Sources: No settlement before ruling
There will be no settlement between New Orleans Saints suspended linebacker Jonathan Vilma and the NFL before a judge rules on the temporary restraining order, sources familiar with the case told ESPN NFL Insider Adam Schefter on Wednesday.
Some believe there's a "good chance" U.S. District Judge Ginger Berrigan will issue a decision on the TRO on Friday or shortly thereafter, the sources told Schefter.
The judge's decision also would impact the other three suspended players -- Will Smith, Scott Fujita and Anthony Hargrove -- in the wake of their alleged roles in what the NFL says were illegal bounties used by the Saints against opposing players.
Vilma and seven witnesses testified in New Orleans last month that NFL commissioner Roger Goodell got his facts wrong in the bounty scandal, saying league investigators "misconstrued" evidence gathered in their investigation and incorrectly concluded that the Saints had a bounty program.
Vilma asked Berrigan to impose a TRO against the NFL while his lawsuit against Goodell proceeds. Vilma's suit accuses the commissioner of defamation and also asks Berrigan to overturn permanently Goodell's decision to suspend him for the entire 2012 season.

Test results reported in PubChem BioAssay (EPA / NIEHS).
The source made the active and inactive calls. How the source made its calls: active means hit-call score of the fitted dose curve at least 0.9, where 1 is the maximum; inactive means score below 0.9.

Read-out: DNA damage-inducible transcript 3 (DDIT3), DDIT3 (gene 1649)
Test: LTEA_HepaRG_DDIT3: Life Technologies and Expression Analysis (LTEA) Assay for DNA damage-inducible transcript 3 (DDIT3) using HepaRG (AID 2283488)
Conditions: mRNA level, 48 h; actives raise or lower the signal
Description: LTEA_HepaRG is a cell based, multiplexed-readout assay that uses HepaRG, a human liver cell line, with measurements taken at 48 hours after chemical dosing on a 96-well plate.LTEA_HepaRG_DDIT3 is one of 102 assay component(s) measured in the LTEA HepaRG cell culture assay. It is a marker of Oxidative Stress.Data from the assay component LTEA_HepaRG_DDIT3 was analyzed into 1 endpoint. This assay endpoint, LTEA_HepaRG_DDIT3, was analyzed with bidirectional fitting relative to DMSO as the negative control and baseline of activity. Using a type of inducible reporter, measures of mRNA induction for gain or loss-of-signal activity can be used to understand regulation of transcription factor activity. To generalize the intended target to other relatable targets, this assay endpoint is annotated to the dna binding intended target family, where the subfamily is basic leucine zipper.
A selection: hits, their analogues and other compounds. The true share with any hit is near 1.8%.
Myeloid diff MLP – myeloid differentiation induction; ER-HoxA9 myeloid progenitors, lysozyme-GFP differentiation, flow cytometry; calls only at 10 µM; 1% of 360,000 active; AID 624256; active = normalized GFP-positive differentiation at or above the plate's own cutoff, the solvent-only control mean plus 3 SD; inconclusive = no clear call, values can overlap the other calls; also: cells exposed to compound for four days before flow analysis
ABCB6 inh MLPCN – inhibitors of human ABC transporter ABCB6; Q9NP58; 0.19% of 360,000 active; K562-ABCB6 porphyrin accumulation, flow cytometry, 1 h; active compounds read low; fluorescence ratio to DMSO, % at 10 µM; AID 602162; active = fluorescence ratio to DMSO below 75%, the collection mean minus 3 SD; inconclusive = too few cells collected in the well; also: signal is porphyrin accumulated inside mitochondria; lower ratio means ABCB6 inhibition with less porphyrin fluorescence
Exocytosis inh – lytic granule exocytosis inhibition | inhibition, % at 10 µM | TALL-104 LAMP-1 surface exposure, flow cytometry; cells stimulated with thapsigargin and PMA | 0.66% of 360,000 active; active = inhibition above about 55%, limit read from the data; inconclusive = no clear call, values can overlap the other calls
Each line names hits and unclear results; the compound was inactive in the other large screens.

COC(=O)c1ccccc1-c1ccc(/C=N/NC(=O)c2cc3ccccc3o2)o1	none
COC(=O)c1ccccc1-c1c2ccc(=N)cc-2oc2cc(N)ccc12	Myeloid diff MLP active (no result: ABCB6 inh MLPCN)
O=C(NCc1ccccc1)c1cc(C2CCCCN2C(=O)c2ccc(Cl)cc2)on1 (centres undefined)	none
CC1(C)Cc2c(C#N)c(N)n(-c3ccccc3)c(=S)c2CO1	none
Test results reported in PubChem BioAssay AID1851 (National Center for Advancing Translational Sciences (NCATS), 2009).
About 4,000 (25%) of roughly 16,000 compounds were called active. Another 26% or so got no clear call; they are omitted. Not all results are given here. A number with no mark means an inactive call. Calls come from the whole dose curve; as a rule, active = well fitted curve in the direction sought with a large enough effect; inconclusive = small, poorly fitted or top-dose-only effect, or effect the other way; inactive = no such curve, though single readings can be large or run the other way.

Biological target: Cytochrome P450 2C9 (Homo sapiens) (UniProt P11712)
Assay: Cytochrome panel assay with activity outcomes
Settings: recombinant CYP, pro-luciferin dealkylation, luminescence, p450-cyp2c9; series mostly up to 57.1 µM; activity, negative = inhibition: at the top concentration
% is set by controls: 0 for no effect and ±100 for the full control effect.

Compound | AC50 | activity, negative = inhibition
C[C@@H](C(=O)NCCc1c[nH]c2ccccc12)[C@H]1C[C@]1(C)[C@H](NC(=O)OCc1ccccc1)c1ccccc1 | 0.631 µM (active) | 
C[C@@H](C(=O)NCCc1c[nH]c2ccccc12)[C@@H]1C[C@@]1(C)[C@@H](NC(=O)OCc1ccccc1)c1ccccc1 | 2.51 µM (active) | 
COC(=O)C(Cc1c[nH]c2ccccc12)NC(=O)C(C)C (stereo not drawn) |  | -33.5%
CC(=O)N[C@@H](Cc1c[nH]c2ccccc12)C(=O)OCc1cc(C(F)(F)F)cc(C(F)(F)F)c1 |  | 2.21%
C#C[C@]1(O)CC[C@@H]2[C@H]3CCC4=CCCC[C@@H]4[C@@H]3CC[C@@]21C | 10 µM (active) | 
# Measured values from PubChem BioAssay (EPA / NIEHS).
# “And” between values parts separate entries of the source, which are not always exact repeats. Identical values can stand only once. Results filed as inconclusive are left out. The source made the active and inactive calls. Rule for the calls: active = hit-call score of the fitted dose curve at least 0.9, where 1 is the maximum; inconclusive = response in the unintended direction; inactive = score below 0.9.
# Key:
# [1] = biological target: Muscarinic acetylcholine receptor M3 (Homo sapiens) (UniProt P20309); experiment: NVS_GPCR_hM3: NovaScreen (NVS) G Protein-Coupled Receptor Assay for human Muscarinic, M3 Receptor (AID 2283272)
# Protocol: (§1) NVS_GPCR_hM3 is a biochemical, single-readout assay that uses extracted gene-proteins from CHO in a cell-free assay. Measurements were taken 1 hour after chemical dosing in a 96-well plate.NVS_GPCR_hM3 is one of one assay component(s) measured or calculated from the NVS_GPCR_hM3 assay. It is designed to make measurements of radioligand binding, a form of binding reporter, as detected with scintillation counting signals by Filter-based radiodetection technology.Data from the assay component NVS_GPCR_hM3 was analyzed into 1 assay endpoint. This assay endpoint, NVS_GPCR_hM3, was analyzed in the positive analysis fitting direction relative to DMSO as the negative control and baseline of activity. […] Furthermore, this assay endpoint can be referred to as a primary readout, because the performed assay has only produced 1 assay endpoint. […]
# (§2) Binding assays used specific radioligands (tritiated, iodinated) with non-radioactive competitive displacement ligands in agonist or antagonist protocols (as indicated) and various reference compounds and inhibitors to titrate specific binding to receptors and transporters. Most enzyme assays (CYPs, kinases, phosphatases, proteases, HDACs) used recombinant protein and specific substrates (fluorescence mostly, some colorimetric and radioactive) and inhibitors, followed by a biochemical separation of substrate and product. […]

Saints Bounty Scandal
An NFL investigation found the New Orleans Saints operated a bounty system that rewarded 22 to 27 players for hard hits and for injuring opposing players. Profile »
NFL attorneys did not attempt to challenge testimony denying the existence of a bounty program. Rather, they argued the real question in Vilma's case was whether the federal courts had jurisdiction to overturn a process that was collectively bargained.
After Vilma's testimony, Berrigan said Goodell's contention that players were being punished for actions that occurred not on the field, but in meeting rooms and locker rooms, "borders on ridiculous," and cited it as one of several examples of "slicing the salami very thin."
The NFL last week offered to reduce Vilma's suspension to eight games as part of ongoing settlement talks involving the league, the NFL Players Association and legal representatives for the four players, according to sources familiar with the discussions.
The league's offer was conditional upon Vilma dropping a civil lawsuit charging Goodell with defamation of character, sources said.
The NFL, in a statement released Monday morning, denied that Vilma was offered a settlement deal.Information from ESPN NFL Insider Adam Schefter, ESPN's Ed Werder and the Associated Press was used in this report.
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